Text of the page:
Pre-packed sandwiches and salads believed to be at root of outbreaks
A widespread investigation is underway after five patients died from listeria outbreaks believed to be linked to pre-packed sandwiches and salads consumed while in hospital.
Public Health England (PHE) announced on Friday that the number of confirmed cases of listeria had risen from six to nine following an earlier outbreak. Of those affected, five have died.
The first three patients died while being treated at Manchester University NHS Foundation Trust and Aintree University NHS Foundation Trust, while two further deaths were recorded last week at University Hospitals of Derby and Burton NHS Foundation Trust and University Hospitals of Leicester NHS Trust.
Additionally, Western Sussex hospitals NHS Foundation Trust, Frimley Health NHS Foundation Trust, and East Kent Hospitals NHS Foundation Trust have diagnosed listeria in cases linked to this outbreak, but have not reported any associated deaths.
PHE is continuing to analyse all recent and ongoing samples of listeria from hospital patients to understand whether their illness is linked to this outbreak
The deaths are being linked to the consumption of sandwiches and salads from the Good Food Chain. These have since been withdrawn from the hospitals when the links to the Listeria infections were first identified; and PHE is advising hospitals not to provide any Good Food Chain products to vulnerable patients while investigations continue.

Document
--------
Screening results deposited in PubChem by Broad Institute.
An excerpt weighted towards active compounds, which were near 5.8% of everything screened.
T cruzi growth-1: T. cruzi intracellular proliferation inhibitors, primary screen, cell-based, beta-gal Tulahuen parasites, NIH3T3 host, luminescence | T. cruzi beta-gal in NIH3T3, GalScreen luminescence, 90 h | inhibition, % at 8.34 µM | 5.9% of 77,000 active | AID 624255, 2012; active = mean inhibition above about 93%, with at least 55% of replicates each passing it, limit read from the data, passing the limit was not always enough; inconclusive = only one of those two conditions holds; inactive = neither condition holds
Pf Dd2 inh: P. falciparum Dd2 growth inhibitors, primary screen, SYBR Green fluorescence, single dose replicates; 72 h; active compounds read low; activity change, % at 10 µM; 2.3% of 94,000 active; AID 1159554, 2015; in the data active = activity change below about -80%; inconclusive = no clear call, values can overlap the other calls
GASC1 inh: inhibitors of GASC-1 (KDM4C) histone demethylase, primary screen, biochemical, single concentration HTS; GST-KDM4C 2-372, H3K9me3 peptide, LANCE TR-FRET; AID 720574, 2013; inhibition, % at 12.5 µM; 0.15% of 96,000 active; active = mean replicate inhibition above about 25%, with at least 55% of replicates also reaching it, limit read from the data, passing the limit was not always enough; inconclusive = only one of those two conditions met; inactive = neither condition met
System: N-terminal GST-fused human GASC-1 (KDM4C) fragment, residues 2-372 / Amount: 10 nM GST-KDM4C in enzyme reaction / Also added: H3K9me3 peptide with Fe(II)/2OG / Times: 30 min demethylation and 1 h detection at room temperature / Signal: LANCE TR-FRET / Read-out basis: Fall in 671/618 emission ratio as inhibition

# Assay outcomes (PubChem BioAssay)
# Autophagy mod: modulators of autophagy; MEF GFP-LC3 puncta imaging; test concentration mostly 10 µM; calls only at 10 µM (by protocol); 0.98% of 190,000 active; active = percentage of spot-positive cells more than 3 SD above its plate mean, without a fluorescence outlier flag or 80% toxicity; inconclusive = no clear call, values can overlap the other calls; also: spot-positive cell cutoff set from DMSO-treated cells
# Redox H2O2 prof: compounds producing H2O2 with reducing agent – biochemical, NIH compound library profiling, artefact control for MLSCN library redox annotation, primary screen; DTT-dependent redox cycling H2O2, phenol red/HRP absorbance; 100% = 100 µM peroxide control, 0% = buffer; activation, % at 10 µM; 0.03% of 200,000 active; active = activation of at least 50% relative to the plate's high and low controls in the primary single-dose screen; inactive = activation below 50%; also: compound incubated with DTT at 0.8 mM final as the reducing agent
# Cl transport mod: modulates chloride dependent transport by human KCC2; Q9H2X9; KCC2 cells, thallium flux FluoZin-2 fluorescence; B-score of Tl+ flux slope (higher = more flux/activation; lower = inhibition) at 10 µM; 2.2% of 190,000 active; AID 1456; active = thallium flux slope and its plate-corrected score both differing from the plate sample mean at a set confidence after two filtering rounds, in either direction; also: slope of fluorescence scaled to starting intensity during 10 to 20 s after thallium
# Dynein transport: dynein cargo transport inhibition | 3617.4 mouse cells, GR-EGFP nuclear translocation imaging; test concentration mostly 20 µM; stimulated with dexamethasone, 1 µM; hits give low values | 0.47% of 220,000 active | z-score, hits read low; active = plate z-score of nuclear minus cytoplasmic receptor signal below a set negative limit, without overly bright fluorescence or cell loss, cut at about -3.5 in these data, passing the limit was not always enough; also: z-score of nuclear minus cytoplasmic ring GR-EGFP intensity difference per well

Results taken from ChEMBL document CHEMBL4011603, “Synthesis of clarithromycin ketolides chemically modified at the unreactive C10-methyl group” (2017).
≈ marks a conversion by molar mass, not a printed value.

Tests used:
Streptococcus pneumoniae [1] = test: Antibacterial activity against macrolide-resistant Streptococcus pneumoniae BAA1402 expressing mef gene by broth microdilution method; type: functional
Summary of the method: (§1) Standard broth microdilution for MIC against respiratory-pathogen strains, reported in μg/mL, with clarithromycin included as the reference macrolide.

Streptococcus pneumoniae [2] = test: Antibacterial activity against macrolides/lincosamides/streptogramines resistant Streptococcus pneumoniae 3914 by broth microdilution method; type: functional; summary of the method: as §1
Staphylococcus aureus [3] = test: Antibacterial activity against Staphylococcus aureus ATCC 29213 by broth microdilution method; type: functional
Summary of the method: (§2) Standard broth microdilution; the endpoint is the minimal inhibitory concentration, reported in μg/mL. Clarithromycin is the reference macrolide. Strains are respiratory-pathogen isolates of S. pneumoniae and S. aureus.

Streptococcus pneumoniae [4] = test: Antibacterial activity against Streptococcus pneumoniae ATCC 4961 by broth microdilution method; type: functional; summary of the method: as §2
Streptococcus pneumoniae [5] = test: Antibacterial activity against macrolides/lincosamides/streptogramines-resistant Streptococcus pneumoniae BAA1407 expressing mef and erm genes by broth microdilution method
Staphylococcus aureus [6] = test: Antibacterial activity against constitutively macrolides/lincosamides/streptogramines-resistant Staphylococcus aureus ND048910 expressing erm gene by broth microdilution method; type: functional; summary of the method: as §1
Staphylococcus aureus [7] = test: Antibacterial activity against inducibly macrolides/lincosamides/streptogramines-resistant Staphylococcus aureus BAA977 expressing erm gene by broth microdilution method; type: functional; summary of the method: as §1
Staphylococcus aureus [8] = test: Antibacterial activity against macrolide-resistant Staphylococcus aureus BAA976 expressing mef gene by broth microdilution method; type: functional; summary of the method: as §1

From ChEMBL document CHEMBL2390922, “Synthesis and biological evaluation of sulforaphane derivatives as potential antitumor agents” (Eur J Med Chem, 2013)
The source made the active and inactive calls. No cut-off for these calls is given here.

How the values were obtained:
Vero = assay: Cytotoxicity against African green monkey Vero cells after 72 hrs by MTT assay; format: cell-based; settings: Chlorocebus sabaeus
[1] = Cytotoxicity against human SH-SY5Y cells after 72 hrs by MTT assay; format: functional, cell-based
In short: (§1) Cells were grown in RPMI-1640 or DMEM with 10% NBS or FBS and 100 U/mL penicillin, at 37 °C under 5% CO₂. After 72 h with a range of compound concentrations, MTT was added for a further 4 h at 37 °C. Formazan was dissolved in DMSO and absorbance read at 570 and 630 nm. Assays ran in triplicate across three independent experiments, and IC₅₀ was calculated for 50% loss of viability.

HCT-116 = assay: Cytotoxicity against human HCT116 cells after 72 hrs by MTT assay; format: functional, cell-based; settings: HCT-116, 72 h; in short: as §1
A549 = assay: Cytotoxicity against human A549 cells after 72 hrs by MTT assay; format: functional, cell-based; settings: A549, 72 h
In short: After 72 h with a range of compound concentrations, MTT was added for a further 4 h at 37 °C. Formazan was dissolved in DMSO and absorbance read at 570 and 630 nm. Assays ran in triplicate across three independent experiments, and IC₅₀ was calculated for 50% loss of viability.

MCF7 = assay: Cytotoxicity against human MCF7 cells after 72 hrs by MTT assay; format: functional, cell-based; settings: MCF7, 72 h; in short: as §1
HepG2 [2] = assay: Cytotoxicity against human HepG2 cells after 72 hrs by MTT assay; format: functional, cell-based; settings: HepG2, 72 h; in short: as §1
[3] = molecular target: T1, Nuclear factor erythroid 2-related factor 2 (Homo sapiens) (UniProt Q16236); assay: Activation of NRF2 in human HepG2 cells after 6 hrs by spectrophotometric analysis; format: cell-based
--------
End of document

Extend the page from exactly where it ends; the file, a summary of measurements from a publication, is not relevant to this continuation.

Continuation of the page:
The food company, which supplies to 43 NHS trusts across the UK, had been using meat produced by North Country Cooked Meats, which subsequently produced a positive test result for the outbreak strain of listeria.
"To date, there have been no patients linked to this incident outside healthcare organisations, but we continue to investigate," said Dr Nick Phin of Public Health England.
"Swift action was taken to protect patients and any risk to the public is low."
He added: "PHE is continuing to analyse all recent and ongoing samples of listeria from hospital patients to understand whether their illness is linked to this outbreak."
PHE is now working closely with the Food Standards Agency, NHS England and Improvement, as well as partner organisations in Scotland and Wales, to investigate the outbreak.
Listeria is a bacterium that can cause a type of food poisoning called listeriosis.
Normally, the symptoms are mild - a high temperature, chills, feeling sick - and go away on their own after a few days.
But, in this outbreak, the cases occurred in people who were already seriously ill in hospital and they are most at risk of severe infection.
To date, there have been no patients linked to this incident outside healthcare organisations, but we continue to investigate
Many types of food can become contaminated with listeria such as soft cheeses; chilled ready-to-eat foods like pre-packed salads, sandwiches and sliced meats; and unpasteurised milk products. Pregnant women are advised to steer clear of soft cheese for this reason.
To reduce the risk, the NHS advises people to keep chilled food in the fridge, heat food until it is piping hot, and not to eat food after its use-by date.
In a statement, the Good Food Chain said it was co-operating ‘fully and transparently with the Food Standards Agency and other authorities’, adding that it hoped the inquiry would be pursued with ‘urgency so the wider industry can learn any lessons as soon as possible’.